David Beckham sobbed uncontrollably after infamous World Cup red card

David Beckham has revealed that he was inconsolable after he was sent off for England against Argentina back in the 1998 World Cup.

Beckham became public enemy No.1 overnight when he saw red against Argentina in the 1998 World Cup. The Three Lions were dumped out of the tournament on the same night Beckham saw red for kicking out at Diego Simeone.

And the former Manchester United star, who was brutally vilified by fans for months afterwards, told his old United teammate Gary Neville that he was left absolutely distraught by the incident. Speaking on The Overlap, Beckham said: "I remember how tough it was. It was a tough tournament to start off with, it got better then it got really bad.

"That was a tough start [not getting picked for the first two games], what happened after that it was tough all round. I never felt I was frustrated playing in those games.

"I don't remember going on that pitch wanting to prove a point because I had been left out of other games. It was just a moment that happened where I reacted – it was a moment of madness, really.

"When I look back on my career and talk about regrets, I wish that never happened. But on the flip side, if it didn't happen, I might not have had the career that I had.

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"It's probably harsh to say I still feel let down [by team-mates] but I look back at that moment – we were young. I made a mistake but there's certain people in football you expect to get behind you no matter what. We always had that at United, but I felt let down.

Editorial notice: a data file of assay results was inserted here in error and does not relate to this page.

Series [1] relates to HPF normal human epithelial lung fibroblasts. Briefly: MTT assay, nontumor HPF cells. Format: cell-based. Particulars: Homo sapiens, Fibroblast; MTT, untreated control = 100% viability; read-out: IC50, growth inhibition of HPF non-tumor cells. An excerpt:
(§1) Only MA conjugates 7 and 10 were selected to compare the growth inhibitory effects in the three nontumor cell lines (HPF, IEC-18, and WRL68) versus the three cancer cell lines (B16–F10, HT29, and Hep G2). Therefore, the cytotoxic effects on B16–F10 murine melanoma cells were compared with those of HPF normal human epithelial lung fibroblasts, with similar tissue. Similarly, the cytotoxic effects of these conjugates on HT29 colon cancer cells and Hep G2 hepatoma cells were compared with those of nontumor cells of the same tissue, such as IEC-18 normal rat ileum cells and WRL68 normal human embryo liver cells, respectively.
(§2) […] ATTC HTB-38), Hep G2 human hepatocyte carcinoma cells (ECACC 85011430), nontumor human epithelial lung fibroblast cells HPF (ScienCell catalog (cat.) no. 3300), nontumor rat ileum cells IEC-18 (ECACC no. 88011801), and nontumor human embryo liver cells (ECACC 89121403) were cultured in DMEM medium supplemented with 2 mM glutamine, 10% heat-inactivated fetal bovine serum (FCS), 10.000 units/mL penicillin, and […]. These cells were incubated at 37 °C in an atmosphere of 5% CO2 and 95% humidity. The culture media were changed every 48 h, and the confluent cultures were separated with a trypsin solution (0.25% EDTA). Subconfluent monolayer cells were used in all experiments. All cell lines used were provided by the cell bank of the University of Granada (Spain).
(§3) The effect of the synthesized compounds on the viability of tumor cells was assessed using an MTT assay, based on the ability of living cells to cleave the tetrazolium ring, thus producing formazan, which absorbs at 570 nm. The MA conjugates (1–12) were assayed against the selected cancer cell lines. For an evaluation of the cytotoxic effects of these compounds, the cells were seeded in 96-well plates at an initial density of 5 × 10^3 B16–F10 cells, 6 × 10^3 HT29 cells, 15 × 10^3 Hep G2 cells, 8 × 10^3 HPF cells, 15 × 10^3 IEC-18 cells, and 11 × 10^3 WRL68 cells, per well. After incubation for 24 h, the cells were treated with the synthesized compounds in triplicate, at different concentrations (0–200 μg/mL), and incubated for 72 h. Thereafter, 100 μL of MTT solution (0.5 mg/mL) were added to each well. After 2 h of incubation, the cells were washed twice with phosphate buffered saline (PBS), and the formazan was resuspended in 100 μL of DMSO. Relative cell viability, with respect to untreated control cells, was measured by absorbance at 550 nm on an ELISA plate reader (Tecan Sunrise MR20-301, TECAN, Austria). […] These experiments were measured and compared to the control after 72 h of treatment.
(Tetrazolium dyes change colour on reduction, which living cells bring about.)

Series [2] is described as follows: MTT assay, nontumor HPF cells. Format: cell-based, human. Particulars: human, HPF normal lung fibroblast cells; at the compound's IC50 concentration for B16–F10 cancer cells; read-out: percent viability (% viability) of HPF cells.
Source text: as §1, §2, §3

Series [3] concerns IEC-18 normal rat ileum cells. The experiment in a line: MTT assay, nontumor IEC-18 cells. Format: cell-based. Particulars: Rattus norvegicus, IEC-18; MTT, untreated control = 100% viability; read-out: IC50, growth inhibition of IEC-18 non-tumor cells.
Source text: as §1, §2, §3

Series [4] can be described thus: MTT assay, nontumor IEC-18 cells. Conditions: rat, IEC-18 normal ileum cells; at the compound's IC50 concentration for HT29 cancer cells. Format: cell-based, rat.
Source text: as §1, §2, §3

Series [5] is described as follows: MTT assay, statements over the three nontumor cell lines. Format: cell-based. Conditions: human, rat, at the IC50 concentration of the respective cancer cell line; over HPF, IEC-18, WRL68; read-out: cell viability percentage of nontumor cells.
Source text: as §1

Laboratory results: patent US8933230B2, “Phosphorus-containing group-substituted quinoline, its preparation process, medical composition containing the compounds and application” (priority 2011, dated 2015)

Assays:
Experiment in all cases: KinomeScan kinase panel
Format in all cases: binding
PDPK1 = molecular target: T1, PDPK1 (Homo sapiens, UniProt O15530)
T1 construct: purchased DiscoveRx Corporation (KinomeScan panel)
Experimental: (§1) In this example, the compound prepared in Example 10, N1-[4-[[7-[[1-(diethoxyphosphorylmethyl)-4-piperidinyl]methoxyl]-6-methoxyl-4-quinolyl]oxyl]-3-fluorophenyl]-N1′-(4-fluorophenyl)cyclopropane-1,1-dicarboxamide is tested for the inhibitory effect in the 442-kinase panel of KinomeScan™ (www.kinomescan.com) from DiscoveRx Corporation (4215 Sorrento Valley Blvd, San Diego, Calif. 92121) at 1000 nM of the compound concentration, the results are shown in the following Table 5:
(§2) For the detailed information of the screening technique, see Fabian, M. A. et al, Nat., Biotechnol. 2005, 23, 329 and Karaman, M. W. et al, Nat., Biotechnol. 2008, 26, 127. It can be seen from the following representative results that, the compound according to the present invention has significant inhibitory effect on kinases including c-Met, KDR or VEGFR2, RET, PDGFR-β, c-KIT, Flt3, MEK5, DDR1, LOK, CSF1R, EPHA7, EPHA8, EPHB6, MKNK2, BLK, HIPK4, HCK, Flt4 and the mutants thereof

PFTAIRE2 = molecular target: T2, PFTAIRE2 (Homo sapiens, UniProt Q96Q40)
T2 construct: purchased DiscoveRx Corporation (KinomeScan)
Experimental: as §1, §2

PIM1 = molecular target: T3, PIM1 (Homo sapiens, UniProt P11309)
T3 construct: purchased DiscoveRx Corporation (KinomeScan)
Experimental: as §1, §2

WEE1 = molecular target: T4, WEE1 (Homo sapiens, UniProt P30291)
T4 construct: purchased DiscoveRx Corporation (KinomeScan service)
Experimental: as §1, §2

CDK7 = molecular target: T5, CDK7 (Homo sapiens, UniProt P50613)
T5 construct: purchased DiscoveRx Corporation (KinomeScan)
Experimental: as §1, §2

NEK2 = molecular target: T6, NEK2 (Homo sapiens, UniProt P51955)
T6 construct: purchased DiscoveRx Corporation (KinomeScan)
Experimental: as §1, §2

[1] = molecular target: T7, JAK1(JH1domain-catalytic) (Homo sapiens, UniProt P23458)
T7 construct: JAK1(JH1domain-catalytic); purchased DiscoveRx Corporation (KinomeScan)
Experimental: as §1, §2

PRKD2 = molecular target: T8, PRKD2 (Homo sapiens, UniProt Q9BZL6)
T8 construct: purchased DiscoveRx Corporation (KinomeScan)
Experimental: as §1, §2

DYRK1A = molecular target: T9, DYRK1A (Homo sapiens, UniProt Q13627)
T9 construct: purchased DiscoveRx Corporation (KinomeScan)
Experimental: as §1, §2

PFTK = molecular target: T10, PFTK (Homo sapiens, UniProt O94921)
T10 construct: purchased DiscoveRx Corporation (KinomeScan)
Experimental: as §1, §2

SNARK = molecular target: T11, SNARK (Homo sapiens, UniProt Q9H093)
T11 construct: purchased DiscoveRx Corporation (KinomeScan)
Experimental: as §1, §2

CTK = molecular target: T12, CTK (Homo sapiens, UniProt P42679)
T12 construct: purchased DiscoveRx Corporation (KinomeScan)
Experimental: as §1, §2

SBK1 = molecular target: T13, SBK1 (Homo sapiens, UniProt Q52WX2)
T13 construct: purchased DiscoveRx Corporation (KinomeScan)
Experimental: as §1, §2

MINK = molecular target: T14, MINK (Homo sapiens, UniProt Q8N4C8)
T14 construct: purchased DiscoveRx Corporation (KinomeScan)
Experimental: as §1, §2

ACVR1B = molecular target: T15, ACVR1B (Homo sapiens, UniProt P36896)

"I don't think I've ever been as emotional as I was coming out of that ground and seeing my mum and dad. I was crying uncontrollable sobbing, which is slightly embarrassing. At the time, the Argentina coach was going past and they were all banging [on the window]."

Beckham was subjected to horrific abuse after the red card and he went on to credit his old Manchester United boss, Sir Alex Ferguson, and United fans for helping him through.

He added: "Every game that season, apart from every time we played at Old Trafford, was horrendous. Every talk show, everywhere I went, every time I put petrol in the car I was getting abuse.

"Whether it was in Manchester or London, it didn't matter. The thing that got me through that season were the United fans, I was nervous anyway for that first game because I didn't know what reaction I would get.

"That first corner, I went over with the ball, and I looked up and the whole stand rose. That's how I got through that season."

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